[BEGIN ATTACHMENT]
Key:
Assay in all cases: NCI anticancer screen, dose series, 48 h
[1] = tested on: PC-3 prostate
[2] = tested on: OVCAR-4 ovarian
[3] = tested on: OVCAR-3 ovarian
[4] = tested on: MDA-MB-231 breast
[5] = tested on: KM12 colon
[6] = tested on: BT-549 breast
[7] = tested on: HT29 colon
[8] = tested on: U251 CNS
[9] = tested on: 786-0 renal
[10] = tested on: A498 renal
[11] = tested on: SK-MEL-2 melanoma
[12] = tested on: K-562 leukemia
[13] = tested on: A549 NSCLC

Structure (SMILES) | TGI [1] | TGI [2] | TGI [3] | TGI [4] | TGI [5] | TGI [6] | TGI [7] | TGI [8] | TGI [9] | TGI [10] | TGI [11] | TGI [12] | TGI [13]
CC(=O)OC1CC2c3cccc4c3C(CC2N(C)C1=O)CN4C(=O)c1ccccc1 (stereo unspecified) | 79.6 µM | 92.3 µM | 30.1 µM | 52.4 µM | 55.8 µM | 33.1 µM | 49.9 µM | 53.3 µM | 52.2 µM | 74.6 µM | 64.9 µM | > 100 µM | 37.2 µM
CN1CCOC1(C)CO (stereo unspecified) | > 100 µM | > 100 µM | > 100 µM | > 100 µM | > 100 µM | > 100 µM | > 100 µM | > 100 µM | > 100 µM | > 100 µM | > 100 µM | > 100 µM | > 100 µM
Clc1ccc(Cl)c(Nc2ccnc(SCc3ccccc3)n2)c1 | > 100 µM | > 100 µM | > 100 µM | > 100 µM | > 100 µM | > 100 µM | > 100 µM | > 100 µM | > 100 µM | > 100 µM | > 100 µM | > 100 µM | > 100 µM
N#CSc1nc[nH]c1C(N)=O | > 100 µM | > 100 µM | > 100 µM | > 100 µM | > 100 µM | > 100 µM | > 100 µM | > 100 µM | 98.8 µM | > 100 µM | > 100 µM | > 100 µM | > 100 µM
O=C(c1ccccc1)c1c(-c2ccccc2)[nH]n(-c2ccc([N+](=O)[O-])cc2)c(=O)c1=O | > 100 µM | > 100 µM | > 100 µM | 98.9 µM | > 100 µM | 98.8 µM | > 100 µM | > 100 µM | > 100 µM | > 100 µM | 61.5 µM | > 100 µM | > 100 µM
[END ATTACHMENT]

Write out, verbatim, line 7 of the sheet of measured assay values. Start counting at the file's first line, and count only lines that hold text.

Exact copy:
[5] = tested on: KM12 colon